Khaos

Weekly Shopping

I spent hours yesterday afternoon chatting to friends.  None of us smoke and someone made a comment on how ridiculous it was to spend money on cigarettes when you could practically afford to go on an extra holiday a year if you stopped smoking.  I laughed and said that the same was true if you stopped buying coffee on the way to work. My friends looked sceptical, yet if you buy a grande latte from Starbucks in Tokyo every weekday of the year it costs more than 100,000 Yen (834 GBP, 1300 USD).

This lead to a more general conversation on the cost of living and how we don’t always know exactly how much money we spend on things.  (One person at the table had detailed financial records on every penny he spends, but he only started to do that when he realised that he wasn’t sure what he was spending his money on.)

When I was in Europe in August and September I was surprised at the price of food.  I believe that I spend a lot more money grocery shopping in Tokyo than I would if I lived in the UK, but I could be completely wrong.  If I had to guess I would say that I spend 4,000 Yen (33 GBP, 52 USD) a day on groceries.  28,000 Yen (231 GBP, 364 USD) a week seems like a lot of money to spend on feeding two people.  I imagine that we spend more money on food than the average Japanese couple, as I still buy some Western ingredients.  I know it would be cheaper to eat Japanese food every day but I haven’t adapted enough to eat Japanese food for breakfast, lunch, and dinner.  Of course my grocery shopping also contains non-food products, but then we also eat dinner out maybe once a week and Marty buys lunch every day.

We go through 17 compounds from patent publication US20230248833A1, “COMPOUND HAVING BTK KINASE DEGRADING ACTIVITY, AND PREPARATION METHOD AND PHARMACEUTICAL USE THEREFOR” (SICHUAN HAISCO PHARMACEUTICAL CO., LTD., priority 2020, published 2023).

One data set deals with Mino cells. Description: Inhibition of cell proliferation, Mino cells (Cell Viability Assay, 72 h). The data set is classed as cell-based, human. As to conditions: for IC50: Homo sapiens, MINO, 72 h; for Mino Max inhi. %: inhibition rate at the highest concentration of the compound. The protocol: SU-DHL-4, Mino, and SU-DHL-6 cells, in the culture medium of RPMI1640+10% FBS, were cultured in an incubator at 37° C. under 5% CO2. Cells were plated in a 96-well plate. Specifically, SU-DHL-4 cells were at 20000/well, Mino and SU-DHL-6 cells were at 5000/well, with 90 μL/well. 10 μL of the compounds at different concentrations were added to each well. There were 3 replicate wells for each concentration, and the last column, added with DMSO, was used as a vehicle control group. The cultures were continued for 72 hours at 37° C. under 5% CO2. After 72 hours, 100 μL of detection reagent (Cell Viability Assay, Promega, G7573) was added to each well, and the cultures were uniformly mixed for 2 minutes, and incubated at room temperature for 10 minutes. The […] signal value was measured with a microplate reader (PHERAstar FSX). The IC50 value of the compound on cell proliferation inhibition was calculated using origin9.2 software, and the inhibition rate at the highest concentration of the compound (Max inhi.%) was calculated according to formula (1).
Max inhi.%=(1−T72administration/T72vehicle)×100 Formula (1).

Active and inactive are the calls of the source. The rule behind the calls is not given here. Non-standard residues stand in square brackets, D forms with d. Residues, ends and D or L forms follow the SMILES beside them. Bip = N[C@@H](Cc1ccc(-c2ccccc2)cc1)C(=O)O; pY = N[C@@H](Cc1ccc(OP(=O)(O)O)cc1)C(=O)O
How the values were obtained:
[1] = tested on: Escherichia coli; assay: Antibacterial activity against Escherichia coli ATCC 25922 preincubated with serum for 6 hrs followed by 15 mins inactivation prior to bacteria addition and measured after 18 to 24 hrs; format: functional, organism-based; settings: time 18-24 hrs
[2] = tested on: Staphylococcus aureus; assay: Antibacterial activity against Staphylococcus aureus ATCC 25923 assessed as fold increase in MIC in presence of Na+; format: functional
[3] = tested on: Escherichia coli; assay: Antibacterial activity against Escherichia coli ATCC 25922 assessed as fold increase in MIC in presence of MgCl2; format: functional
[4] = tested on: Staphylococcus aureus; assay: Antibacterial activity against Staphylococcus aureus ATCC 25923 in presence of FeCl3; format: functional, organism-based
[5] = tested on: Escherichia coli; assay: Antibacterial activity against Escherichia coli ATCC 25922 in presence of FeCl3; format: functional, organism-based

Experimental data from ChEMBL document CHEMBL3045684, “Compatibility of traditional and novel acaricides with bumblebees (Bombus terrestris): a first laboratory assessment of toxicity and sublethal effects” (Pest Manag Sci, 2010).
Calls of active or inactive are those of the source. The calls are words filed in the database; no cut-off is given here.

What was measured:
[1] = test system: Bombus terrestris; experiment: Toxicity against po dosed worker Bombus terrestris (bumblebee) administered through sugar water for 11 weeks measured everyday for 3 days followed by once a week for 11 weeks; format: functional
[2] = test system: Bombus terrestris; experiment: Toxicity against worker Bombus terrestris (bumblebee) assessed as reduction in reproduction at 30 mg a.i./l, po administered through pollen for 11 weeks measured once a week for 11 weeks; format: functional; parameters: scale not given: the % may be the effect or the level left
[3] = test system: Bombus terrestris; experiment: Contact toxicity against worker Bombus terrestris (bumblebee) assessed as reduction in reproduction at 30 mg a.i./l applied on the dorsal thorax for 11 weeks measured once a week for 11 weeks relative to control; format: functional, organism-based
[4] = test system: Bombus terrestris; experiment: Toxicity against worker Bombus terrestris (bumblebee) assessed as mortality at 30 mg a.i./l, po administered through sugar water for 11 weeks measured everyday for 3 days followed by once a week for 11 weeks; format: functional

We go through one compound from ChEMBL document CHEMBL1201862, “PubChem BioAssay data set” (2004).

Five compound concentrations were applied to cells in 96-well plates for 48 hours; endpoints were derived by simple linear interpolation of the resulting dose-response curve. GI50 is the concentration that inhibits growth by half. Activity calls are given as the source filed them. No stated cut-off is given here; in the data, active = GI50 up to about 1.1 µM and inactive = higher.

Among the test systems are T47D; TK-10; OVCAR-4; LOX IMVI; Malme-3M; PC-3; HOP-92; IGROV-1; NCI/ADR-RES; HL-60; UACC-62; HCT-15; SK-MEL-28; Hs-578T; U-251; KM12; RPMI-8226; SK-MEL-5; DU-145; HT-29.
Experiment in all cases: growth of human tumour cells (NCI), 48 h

I know that Tokyo is one of the world’s most expensive cities (Mercer’s 2011 Cost of Living Survey ranks it as number 2), which does mean that I expect to spend more money on food than if I lived in another city.  The Yen has also strengthened substantially over the past couple of years making everything feel expensive when I covert it to another currency.  But now I want to know exactly how much I do spend.  This will mean keeping records but maybe I’ll find out what I’m buying that’s equivalent to the grande latte or packet of cigarettes.

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